Year 6 school children in Shipley will be building their own air quality monitors as part of an innovative European project on Clean Air Day (20 June).

Bradford Council, University of Bradford and Well Bradford are working with SCORE and Shipley Church of England School to create the technology that will show the temperature and levels of small and large particulate.

Particulate matter is the mix of particles in the atmosphere caused by dust, pollen, pollution and other materials and can affect people’s health if levels are too high.

The University will run a workshop where pupils will learn about the science behind air quality and the importance of everyone playing their part in minimising their impact on the environment.

University of Bradford will rung workshops on the environment

They will then work in groups of six to build their own Luftdaten monitors, purchased by Well Bradford, before trying to connect to the council’s innovative LoRaWAN network for sending readings to a cloud server.

A dashboard app is in the process of being created for the school and the data will be used in schools, by the Local Authority and the European SCORE (Smart Cities Open Data Re-Use) project to see if the information will help air quality work in other participating cities.

Although other cities are working with communities to build and use these sensors, Bradford will be the first to bring the project into a school in this way.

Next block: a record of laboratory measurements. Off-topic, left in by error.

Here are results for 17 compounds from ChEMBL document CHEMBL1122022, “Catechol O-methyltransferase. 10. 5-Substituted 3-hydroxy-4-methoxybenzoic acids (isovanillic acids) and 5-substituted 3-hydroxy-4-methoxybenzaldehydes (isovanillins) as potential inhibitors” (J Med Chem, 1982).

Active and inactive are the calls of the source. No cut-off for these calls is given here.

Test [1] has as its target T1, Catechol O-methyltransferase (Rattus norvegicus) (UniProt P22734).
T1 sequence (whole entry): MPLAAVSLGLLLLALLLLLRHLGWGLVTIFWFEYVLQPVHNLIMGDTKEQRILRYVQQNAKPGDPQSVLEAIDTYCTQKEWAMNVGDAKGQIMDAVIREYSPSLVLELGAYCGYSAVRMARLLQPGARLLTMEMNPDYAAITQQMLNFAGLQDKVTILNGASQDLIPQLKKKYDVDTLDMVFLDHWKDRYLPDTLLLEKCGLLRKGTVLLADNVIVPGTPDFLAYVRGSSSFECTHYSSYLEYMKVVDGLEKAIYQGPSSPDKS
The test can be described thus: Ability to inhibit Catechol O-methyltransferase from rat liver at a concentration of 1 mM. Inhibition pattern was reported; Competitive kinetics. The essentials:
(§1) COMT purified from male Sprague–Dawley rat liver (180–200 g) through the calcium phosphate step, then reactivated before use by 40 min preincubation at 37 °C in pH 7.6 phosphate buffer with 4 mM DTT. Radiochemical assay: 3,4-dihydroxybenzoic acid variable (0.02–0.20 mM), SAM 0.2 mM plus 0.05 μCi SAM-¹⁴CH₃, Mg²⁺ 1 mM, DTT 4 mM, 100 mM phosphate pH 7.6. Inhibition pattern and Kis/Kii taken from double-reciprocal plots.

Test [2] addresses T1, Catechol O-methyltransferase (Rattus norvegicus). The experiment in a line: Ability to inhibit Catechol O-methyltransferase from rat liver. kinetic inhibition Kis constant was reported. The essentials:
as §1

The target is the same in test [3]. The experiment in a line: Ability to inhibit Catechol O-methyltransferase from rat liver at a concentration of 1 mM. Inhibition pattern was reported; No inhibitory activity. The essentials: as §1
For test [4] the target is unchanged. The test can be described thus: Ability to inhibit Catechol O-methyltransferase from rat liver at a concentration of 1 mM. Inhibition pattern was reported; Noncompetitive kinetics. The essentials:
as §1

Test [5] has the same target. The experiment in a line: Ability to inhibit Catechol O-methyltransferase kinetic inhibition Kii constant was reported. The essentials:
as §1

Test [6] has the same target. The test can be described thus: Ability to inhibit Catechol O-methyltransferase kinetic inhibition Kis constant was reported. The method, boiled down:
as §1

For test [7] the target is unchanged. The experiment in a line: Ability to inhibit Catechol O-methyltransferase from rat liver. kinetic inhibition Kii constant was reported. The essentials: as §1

Dhaval Thakker, Senior lecturer in Computer Science at Bradford University is leading the project at the school. He said:

“This is a great project for the kids to be involved in. It’s a real life science project that will teach them valuable knowledge in a practical and engaging way.

“It’s not often we can offer a project where, by the end of the day, we will be able to get these children delivering results which, over time, may help Bradford Council monitor the air quality around the school.”

“That best practice can then be shared amongst the SCORE partner cities – and it will be partly down to the work the children will have done.”

Rosie Eccles, Assistant Headteacher at Shipley Church of England School, said:

“It’s a fantastic opportunity for the class to be involved in such an important project and see that science can have a real impact on their lives.”

“Being able to build the sensors themselves means they can feel involved and part of this project and it will be fascinating to see how we can use this project and the data to help teach the whole school about air quality.”

These devices will also be used by community groups and schools in the Girlington area of Bradford where asthma amongst children is the highest in the city. SCORE works across nine cities including Gothenburg, Amsterdam, Hamburg, Dordrecht, Bergen, Aarhus, Aberdeen and Gent. It aims to increase the efficiency and quality of public services by using data-driven solutions.